My poor little three-year-old was suffering a stomach bug last week. The other morning, once he finally seemed settled and the baby had gone down for his nap, I grabbed a quick shower. I’d given firm instructions to my oldest to run to get me if the baby started screaming or the three-year-old needed my help. So imagine the panic that set in when I heard a shriek shortly after I’d gotten out of the shower: “Mommy!… mumble, mumble… MOMMY!… indiscernible shouting (during which I imagined vomit sprayed over half my family room)… Mommy!… Jude spit on me!”

Aaah…. What a relief! I’ll take a brotherly spat over vomit clean-up any day.


And here’s something I never thought I’d have to say: “If you see a fox, I want you to run as fast as you can back to the house!”

My mother-in-law returned from her hair appointment the other day to tell us that her hairdresser had recently had a terrifying experience right in front of our house. The woman was walking up the street when she saw a skinny, mangy-looking fox run out of the woods. And it chased her! She started running, but it kept chasing her, and she was seriously frightened for her safety until some Jeep pulled up and placed itself between her and the fox. The fox attacked the Jeep’s tires and the woman ran to safety.

So that’s just great, isn’t it?

(And what a quick-thinking, amazingly helpful person that Jeep’s driver was!)

It looks like we have a very sick, possibly rabid fox in our neighborhood. I didn’t let the boys go outside to play (well, the one wasn’t feeling up to it anyway) for a few days, but I finally let them out with that warning. I can’t keep them indoors forever, can I?


We’re officially in the phase where I walk into the kitchen to find the baby standing on the table. I hate this phase.

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When it comes to caring for small children, workloads are a funny thing, aren’t they?

In some ways it doesn’t take that much more effort to care for three than it does for one – you’re already cooking the meals and doing the laundry and running the errands, so what’s a bit more? At any rate, my first child was much harder to work around than my three now are together. He wouldn’t let me out of his sight. He wanted me to be engaged with him during each of his waking moments. They have each other to play with, so they come to me for mommy things: comfort, nourishment, arbitration. They go to their brothers for entertainment.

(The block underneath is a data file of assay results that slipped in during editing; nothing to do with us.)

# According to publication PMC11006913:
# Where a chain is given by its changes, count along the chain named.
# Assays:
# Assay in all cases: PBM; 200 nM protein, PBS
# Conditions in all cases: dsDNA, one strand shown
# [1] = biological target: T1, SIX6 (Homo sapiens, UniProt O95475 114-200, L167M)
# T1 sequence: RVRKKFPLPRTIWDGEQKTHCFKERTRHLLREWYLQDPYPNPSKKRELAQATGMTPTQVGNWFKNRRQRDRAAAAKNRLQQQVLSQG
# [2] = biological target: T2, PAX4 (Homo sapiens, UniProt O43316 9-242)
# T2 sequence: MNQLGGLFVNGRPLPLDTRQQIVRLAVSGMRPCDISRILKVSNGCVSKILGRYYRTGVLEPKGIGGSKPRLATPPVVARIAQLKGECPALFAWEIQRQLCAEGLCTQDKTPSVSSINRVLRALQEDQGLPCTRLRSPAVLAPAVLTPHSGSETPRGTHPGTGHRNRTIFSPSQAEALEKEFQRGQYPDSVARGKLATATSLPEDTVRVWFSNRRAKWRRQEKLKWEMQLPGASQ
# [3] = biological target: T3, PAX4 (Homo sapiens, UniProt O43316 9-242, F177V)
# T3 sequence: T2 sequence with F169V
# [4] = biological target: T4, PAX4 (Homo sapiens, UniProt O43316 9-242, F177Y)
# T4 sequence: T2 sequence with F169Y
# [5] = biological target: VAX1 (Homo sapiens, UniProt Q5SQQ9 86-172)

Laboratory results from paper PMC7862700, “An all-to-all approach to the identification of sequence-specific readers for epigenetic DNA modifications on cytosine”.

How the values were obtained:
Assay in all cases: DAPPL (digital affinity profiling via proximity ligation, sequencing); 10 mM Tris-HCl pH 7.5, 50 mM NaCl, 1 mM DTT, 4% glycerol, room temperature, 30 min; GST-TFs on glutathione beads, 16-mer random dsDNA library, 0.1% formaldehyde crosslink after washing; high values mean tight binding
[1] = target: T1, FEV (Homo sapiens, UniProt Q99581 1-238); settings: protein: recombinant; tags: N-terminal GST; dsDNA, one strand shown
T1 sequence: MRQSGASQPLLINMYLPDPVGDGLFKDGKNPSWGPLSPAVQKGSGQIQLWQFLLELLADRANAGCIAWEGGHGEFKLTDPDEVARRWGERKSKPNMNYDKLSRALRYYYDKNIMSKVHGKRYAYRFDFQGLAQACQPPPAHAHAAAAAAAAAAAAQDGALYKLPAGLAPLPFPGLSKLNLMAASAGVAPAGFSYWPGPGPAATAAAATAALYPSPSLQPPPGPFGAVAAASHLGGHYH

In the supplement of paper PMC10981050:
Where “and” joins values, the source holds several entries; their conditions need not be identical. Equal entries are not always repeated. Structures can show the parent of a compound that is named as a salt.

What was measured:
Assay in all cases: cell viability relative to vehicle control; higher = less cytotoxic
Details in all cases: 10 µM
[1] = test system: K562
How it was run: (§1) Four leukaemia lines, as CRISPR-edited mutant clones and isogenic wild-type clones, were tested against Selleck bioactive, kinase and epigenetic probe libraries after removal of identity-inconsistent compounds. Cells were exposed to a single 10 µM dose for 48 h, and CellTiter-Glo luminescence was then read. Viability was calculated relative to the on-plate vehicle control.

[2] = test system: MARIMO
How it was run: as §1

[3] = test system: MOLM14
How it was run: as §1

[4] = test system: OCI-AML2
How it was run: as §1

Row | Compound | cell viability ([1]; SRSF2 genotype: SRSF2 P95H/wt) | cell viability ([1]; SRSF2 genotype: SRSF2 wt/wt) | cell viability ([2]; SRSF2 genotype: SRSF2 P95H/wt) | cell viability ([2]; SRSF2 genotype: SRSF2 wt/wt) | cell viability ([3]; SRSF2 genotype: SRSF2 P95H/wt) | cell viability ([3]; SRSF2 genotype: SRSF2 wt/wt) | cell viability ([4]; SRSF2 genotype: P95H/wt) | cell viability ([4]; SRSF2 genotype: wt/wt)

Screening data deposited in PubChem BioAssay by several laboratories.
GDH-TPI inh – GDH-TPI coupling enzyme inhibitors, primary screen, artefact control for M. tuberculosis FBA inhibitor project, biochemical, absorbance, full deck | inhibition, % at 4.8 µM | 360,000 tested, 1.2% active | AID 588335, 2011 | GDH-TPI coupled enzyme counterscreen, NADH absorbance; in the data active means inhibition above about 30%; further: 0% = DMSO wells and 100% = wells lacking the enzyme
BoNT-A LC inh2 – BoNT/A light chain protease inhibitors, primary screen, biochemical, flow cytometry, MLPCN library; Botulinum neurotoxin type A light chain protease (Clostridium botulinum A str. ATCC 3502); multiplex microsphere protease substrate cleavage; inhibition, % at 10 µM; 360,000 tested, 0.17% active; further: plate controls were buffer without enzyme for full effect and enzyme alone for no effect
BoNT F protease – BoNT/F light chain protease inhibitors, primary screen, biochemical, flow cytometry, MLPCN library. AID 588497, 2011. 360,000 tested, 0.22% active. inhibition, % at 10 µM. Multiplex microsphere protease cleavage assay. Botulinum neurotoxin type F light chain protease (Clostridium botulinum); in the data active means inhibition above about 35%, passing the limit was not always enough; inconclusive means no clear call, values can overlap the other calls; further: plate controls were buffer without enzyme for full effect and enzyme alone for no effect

But on the other hand, caring for three sometimes seems exponentially harder than caring for one. For instance, in the last two weeks, my two older boys attended swim lessons together while the baby and I participated in a little Mommy and Me swim class. (It seemed like the best way to keep him from screaming for the duration of the boys’ lessons.) It was great: the boys loved their lessons, I could watch their progress from the other side of the pool, and the baby was sometimes kinda sorta happy to be in the water. But it was so exhausting.

Getting everybody up and fed and dressed and out of the house each morning… keeping up with the pool bag and the towels and swimsuits… crouching on the pool deck to pull off boys’ shoes and shirts and hand them their “gobbles” (definitely my favorite preschool mispronunciation)… then rushing over to the other side of the pool to pull off my own cover-up and wrestle the baby into his swim diaper and suit… wrangling everybody into a changing room afterward… managing four rounds of showers and drying off and dressing…


The last two days of lessons, the three-year-old was in the middle of his stomach bug, so my husband went into work late so our oldest could still finish his lessons. The baby was left home too, for convenience’ sake. And it was so much easier! Taking one child to swim lessons is about 100 times easier than taking three and being in one of the classes yourself. I seriously felt like waving my (empty!) arms around to demonstrate just how freeeee I felt.

Next year’s kindergarten/preschool combo? I’m coming for you!

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As I mentioned above, my morning sickness seems to be fading away. Thank the Lord! I still have it for much of the day, but the intensity is decreasing and I’m actually starting to have some short windows in which I don’t feel sick at all. And I have some energy – what an amazing feeling!

So I think the time is right for a little jump-start to my blogging efforts. Partly inspired by the 7 drawings in 7 days Heather is just finishing up (they’re great! check them out!), I thought I’d commit to 7 posts in 7 days.

But, needing to not get too ahead of myself, these posts are going to be pretty simple. Every day I run across news articles or blog posts or radio segments that make me want to answer them aloud with my own take on the situation. So that’s what I’m going to do. For each of the next seven days, I’ll take a recent item (by someone much more original than myself) and I’ll comment on it. That’s it, but that’s something!